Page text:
Imola curveballs can disrupt F1 2022’s early status quo…

Carlos Sainz and Ferrari have looked very strong so far..

Carlos Sainz and Ferrari have looked very strong so far..

There’s nothing predictable or boring about the 2022 Formula 1 season so far but a status quo has been established: Ferrari and Red Bull are the main contenders and Ferrari has an edge. That trend has still lent itself to three interesting races to start the year, including the mega Charles Leclerc/Max Verstappen fights in Bahrain and Saudi Arabia. But a bit of unpredictability goes a long way and we might just have that this weekend. 

The opening day of the Imola event has already been heavily disrupted by bad weather, even if F1’s first practice session went ahead as planned. That has given us a wet qualifying session and potentially a dry sprint race/grand prix combination, with zero running on the slick tyres before locking the set-ups in and the cars going into parc ferme conditions.

Some, especially those constantly pushing the F1 sprint race agenda, will have banked on Imola throwing some curveballs this weekend anyway because of the different format. But the sprint itself can never be counted on to be transformative. However, a sprint race in a weather-disrupted weekend – now that’s a proper curveball.

The best cars in the dry are usually pretty handy in the wet as well so there’s no reason to think Ferrari and Red Bull will suddenly be all at sea (pun not intended) because there has been heavy rain. That doesn’t look the case for Ferrari based on the opening practice session, which they dominated, but the conditions are constantly changing.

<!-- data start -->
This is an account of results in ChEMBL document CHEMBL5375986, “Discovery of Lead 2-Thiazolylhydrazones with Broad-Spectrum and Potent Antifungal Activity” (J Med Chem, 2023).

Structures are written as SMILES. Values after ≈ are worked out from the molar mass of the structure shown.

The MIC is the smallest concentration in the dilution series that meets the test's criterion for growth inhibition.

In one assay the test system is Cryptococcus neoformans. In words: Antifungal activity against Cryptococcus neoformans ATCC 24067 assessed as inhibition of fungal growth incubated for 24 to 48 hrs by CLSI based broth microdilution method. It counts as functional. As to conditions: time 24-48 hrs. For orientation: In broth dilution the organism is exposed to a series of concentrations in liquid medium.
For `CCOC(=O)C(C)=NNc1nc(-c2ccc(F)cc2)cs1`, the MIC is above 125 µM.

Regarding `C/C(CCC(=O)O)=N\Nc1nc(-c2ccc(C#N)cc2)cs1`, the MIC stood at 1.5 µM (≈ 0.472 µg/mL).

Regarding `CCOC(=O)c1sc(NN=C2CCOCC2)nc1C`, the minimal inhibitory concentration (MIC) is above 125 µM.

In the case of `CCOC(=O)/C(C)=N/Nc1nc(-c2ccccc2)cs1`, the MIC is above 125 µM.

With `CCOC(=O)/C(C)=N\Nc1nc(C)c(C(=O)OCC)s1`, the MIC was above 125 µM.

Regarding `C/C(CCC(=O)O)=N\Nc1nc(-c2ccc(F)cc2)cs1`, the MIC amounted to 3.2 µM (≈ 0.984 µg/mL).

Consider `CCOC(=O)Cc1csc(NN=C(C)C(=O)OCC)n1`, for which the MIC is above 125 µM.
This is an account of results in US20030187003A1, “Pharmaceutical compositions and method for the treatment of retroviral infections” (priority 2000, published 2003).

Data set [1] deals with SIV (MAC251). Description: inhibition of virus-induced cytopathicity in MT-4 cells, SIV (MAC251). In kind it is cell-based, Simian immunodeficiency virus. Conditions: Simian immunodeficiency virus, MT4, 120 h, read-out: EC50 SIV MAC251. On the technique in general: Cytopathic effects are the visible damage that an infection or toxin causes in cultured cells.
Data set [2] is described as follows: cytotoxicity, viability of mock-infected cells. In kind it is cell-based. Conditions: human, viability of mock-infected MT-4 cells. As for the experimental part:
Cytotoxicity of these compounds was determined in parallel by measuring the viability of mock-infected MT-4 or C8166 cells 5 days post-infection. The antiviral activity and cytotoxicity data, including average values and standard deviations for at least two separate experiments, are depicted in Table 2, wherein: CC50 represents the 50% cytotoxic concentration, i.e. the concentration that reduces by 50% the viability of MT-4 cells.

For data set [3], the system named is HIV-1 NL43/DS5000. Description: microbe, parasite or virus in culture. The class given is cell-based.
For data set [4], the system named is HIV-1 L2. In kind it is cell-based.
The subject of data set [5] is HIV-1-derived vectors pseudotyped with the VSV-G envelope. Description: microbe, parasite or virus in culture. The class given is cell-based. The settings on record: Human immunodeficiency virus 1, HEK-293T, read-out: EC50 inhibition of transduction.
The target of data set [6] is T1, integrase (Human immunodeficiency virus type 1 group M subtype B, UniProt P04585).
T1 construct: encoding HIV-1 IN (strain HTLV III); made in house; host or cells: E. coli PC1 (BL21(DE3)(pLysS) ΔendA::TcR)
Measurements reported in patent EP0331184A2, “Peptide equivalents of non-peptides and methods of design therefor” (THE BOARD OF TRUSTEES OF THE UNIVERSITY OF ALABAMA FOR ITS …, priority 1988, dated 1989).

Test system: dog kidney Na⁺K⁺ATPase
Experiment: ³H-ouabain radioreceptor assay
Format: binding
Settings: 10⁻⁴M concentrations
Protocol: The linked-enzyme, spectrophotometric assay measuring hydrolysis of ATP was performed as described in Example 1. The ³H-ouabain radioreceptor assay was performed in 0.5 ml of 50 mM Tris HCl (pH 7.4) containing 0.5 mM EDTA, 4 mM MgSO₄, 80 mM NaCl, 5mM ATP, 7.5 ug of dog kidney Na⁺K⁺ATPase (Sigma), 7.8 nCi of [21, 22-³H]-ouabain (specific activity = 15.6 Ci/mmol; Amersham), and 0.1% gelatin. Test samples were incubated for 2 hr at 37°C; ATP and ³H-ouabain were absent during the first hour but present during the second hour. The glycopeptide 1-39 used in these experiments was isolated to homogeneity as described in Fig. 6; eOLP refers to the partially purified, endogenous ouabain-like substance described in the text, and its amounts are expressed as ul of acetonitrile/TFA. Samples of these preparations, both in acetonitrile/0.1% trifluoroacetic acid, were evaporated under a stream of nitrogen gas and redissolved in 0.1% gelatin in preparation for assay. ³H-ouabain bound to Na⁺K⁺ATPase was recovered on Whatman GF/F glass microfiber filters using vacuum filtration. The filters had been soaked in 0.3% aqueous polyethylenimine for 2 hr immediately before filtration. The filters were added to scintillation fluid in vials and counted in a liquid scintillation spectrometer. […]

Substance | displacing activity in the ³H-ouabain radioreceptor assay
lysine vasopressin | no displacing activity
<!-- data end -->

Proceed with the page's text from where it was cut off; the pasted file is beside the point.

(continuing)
This is something that has the potential to catch out teams in terms of set-up, expose certain flaws in a car design, give a helping hand to other cars that have problems in normal conditions, or make drivers more vulnerable to mistakes.

Especially as the new, stiffer, lower 2022 cars have not really been run properly in the wet before (some light work on the final afternoon of the Barcelona test is the only non-dry running this year so far).

And the sprint weekend format means this could all be punished more heavily. A set-up error in FP1 is going to put teams and drivers on the back foot and maybe condemn them to a full weekend with a flawed car. Guessing the compromise between a wet and dry set-up is going to be a very tricky call. Working out what the car might need for the rest of the weekend is almost a complete lottery.

There are changes to the sprint event itself, but they are minor. I certainly don’t expect increasing the number of points to eighth to transform the racing, mainly because the area of the grid that it affects the most is the midfield – which is already ultra-competitive and good fun.

Still, the sprint races are designed to be a break from F1 normality. At the moment that is exactly what the Imola weekend is shaping up to be – even if Ferrari looked typically strong in first practice, and will be hoping the natural order is retained when it matters come Sunday.